Tuesday, January 17, 2012

Song of the Week: Ducky Boys

The new Ducky Boys album, Chasing the Ghost, is out. I know this for a fact because I tripped over it as I was trying to leave my house on Saturday.  The post man (or woman, or robot or whatever) left the LP in between the screen door and front door. I only wish someone was there to witness my dismount. I totally stuck the landing.  I quickly forget why I opened the front door, don’t worry, it wasn’t because my house was on fire (this time), and brought the record inside.  That’s right, record. It’s a vinyl, anti-environmental conscious, retro, lovely sounding on the turntable, record. I buy most of my music these days in digital form.  It’s convenient, subway listening ready, and it’s instant gratification. Iwanttolistentothissongthisverysecond. But sometimes you just want something tangible. Something to open, to look at. You want to lie on the floor and read over the lyrics and the acknowledgements, look at the artwork, admire the fact that music comes off of this round thing. And sometimes you just need to reorganize your record collection as a means to control the chaos of the world and it is very hard to spread out MP3s on the living room floor.

As I was opening up the package I noticed that my address was handwritten on the front.  Why am I mentioning this? Because it doesn’t happen that often anymore.  The Ducky Boys, who have been around for over a decade, are pretty well known in their native Boston, and have a good size following around the country and world. I saw them a million years ago and I couldn’t tell you a single thing about any of the other bands that night because I was completely blown away by the Ducky Boys set. I have literally worn out copies of their earlier albums due to extended play.   But for reasons all their own they don’t tour much outside of New England and it has been 6 years since their last album. They formed their own record label, State Line Records, to release this album, 100% Do It Yourself (that’s what  all the cool and crafty kids call DIY).  And as impatient I am with other things in life, seriously toaster, I want my toast, I am completely fine with bands taking as much time as they need for a make record. I want the songs to be right.

I pre-ordered the album way back in October. The money from the pre-orders went directly to producing and promoting the album.  But even after all the pre-orders and deserved recognition, members of the band are still probably going to take a financial hit because recording, producing, pressing and mailing an album all yourself isn’t cheap. And as ridiculous as it might sound, knowing that the band sat down and hand wrote all the addresses on the how many cds and LPs and lugged all of it to the post office themselves, is making listening to a great album, that much better.  It goes back taking a risk on doing something you love. Back to the bravery of sharing your life, stories and songs with people, many of which you don’t know. Putting yourself out there in the open, ugly scars and all. And to me, those are some of the most important, and hardest things to do in this little thing we call life. Sometimes I don’t feel that I can be this brave with my own life, but at least I can support others who do.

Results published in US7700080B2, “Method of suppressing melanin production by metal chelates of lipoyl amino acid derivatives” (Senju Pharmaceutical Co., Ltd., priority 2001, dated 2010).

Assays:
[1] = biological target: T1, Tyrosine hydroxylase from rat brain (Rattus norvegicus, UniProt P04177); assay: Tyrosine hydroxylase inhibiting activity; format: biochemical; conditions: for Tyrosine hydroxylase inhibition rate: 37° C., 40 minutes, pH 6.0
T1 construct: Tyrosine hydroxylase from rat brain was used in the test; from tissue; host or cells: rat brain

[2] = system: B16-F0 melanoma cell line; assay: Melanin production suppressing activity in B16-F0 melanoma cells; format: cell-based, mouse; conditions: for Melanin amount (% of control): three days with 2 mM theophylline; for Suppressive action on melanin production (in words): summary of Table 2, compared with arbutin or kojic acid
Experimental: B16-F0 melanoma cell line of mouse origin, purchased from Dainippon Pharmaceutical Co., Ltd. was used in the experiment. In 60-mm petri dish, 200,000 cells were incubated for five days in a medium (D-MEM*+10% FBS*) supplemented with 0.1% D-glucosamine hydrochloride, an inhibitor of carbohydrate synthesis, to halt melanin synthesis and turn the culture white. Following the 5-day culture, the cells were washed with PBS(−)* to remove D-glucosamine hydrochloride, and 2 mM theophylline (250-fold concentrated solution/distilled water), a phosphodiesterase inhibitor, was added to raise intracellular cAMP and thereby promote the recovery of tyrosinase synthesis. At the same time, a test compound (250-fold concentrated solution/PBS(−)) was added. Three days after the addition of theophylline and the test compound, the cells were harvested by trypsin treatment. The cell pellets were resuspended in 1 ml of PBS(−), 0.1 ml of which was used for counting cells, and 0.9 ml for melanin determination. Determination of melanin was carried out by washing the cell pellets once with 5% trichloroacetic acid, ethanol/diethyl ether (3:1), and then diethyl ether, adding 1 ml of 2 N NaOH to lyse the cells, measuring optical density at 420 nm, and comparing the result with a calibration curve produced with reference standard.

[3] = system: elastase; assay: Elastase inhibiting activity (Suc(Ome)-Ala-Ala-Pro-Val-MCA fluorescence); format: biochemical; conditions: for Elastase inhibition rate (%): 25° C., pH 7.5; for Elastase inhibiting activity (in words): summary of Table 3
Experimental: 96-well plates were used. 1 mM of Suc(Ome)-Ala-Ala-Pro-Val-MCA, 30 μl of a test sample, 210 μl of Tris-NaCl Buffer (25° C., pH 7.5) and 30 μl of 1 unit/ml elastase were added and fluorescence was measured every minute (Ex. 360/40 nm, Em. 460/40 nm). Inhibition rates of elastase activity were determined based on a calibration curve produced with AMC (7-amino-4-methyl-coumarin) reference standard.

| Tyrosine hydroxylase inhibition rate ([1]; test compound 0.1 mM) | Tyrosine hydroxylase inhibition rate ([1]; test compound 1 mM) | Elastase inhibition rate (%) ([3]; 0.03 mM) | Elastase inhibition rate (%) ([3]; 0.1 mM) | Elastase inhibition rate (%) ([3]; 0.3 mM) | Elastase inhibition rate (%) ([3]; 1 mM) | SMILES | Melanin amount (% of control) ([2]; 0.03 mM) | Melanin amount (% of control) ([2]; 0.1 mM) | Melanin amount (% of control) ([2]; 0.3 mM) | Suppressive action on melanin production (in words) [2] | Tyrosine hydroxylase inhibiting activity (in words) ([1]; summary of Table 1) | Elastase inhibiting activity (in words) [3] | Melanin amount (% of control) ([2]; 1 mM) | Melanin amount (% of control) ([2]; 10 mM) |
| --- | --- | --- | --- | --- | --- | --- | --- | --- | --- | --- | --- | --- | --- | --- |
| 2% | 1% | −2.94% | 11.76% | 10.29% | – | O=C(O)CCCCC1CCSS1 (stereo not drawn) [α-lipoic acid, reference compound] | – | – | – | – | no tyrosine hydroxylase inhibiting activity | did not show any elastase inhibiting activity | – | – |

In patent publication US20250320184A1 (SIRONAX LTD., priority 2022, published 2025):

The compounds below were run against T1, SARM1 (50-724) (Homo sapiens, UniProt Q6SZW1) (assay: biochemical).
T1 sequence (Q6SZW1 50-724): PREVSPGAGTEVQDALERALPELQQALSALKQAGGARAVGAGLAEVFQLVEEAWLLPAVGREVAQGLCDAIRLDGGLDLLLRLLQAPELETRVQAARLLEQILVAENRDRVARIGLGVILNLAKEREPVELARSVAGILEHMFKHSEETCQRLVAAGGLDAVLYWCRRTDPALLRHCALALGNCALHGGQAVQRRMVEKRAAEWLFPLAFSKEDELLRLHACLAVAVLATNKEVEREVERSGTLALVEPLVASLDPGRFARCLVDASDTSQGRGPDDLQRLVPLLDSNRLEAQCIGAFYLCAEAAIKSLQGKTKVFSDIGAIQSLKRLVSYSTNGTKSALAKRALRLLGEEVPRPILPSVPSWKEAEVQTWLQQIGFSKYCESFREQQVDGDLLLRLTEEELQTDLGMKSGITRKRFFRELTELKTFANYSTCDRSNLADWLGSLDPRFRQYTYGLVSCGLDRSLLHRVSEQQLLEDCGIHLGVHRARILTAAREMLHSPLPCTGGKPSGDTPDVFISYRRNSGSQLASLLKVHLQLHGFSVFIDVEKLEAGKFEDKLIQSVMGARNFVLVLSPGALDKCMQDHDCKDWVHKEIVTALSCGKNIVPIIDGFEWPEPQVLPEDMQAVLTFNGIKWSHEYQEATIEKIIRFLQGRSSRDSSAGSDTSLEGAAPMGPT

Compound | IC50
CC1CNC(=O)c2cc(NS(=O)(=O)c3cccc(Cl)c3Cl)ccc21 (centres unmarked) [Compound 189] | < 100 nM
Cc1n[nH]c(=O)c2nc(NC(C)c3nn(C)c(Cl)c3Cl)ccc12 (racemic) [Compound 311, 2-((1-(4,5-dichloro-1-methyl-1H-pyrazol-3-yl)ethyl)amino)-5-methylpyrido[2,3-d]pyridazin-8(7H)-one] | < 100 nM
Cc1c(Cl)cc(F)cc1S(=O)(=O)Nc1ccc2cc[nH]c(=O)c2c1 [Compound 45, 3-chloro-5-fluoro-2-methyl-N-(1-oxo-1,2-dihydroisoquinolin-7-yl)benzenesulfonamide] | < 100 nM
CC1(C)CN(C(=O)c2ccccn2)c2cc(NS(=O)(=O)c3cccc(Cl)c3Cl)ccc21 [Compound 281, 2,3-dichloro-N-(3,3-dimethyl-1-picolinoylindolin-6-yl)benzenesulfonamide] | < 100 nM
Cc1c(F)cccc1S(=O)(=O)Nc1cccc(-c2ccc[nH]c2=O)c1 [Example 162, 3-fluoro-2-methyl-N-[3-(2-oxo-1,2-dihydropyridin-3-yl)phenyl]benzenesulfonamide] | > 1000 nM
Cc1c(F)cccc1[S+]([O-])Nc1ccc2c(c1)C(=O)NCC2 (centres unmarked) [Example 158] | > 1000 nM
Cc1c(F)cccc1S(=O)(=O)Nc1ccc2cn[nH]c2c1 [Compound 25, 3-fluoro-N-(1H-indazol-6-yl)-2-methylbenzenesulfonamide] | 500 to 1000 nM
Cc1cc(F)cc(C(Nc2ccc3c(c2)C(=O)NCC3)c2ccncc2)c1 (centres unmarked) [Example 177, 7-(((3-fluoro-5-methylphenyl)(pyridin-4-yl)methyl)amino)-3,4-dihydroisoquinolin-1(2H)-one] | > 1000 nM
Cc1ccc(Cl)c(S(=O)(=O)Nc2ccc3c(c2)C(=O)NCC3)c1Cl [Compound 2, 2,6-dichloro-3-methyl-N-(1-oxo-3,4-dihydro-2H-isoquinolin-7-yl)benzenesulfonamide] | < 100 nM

Now after all those words, let me, finally,  say a couple of words about the album itself, it’s really good. It’s a pretty emotional journey of heartache, starting over, the highs and lows of life and maybe a little bit more heartache. I have to admit that there are a couple of the songs that I have haven't been able to listen to all the way through yet because they strike too close to home. But isn't that the thing about good music, it triggers something familiar within the human story?  Musically it’s pretty simple, in a good way, a very good way. A couple of guys, a couple of guitars, sometimes loud, sometimes not so much, but always with a lot of heart. To quote one of their earlier albums, it’s three chords and the truth.

Want  a little taste?, Here's one of my favorite songs from the new album:

Right now, the entire album is streaming on their website.

Moral of the story: whenever you get a chance, I urge you to support independent music. For bands that I feature on this blog I try to link to their bandcamp page/website if they have one. Buying music directly from the band supports their music and their everyday lives so they can continue to make music. Buy a t-shirt from a touring band, it’s probably how they pay for gas to get to the next gig. Tell your friends of the great new band that you just heard. Empty your pockets of spare change for the  guy or gal playing the guitar on the street corner.  And always, always go early to concerts to see the opening bands even if you have never hear of them, you will find a new favorite band, I promise.


  1. Wow, Katherine - thanks so much. This kind of support means the world to us (as a band, as a label, and as people). To give credit where credit is due, Mark wrote your address on that record which he packed up himself. He ran all of the physical pre-orders single-handedly (though I think Jay may have driven him to the post office). We're starting practices for a string of CTG release shows tonight - reading this post just gave me a shot of enthusiasm for it! Again, THANK YOU for your kind words and for your perspective on music in general. This is why we bother recording these songs at all!
    - Douglas/Ducky Boys/State Line Records

  2. Someone gets it! -Mark